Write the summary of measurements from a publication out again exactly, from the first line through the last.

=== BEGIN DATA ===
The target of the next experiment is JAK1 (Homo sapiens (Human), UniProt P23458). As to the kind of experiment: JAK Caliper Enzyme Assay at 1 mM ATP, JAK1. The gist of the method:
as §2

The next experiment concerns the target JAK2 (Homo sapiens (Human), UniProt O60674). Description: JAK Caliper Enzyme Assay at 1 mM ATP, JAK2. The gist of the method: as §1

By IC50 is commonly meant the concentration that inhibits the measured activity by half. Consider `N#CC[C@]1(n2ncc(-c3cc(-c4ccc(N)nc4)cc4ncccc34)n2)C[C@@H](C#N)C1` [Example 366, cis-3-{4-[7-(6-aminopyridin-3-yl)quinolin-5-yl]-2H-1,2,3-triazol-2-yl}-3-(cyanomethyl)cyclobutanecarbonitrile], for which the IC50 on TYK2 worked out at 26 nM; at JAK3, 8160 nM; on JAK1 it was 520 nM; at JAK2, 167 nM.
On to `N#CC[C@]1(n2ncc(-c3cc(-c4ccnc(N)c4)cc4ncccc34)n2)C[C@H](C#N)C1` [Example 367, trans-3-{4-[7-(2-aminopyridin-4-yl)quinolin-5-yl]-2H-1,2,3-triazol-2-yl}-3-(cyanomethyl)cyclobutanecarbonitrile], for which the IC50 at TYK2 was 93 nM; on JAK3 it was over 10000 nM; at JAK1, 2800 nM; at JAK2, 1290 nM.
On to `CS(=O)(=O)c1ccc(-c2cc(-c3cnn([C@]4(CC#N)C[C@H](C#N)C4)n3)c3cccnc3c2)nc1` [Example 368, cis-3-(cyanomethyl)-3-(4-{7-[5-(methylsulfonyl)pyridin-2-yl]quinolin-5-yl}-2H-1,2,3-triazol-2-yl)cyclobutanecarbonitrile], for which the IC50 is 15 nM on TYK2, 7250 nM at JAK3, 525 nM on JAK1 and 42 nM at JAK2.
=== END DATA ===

The target of the next experiment is JAK1 (Homo sapiens (Human), UniProt P23458). As to the kind of experiment: JAK Caliper Enzyme Assay at 1 mM ATP, JAK1. The gist of the method:
as §2

The next experiment concerns the target JAK2 (Homo sapiens (Human), UniProt O60674). Description: JAK Caliper Enzyme Assay at 1 mM ATP, JAK2. The gist of the method: as §1

By IC50 is commonly meant the concentration that inhibits the measured activity by half. Consider `N#CC[C@]1(n2ncc(-c3cc(-c4ccc(N)nc4)cc4ncccc34)n2)C[C@@H](C#N)C1` [Example 366, cis-3-{4-[7-(6-aminopyridin-3-yl)quinolin-5-yl]-2H-1,2,3-triazol-2-yl}-3-(cyanomethyl)cyclobutanecarbonitrile], for which the IC50 on TYK2 worked out at 26 nM; at JAK3, 8160 nM; on JAK1 it was 520 nM; at JAK2, 167 nM.
On to `N#CC[C@]1(n2ncc(-c3cc(-c4ccnc(N)c4)cc4ncccc34)n2)C[C@H](C#N)C1` [Example 367, trans-3-{4-[7-(2-aminopyridin-4-yl)quinolin-5-yl]-2H-1,2,3-triazol-2-yl}-3-(cyanomethyl)cyclobutanecarbonitrile], for which the IC50 at TYK2 was 93 nM; on JAK3 it was over 10000 nM; at JAK1, 2800 nM; at JAK2, 1290 nM.
On to `CS(=O)(=O)c1ccc(-c2cc(-c3cnn([C@]4(CC#N)C[C@H](C#N)C4)n3)c3cccnc3c2)nc1` [Example 368, cis-3-(cyanomethyl)-3-(4-{7-[5-(methylsulfonyl)pyridin-2-yl]quinolin-5-yl}-2H-1,2,3-triazol-2-yl)cyclobutanecarbonitrile], for which the IC50 is 15 nM on TYK2, 7250 nM at JAK3, 525 nM on JAK1 and 42 nM at JAK2.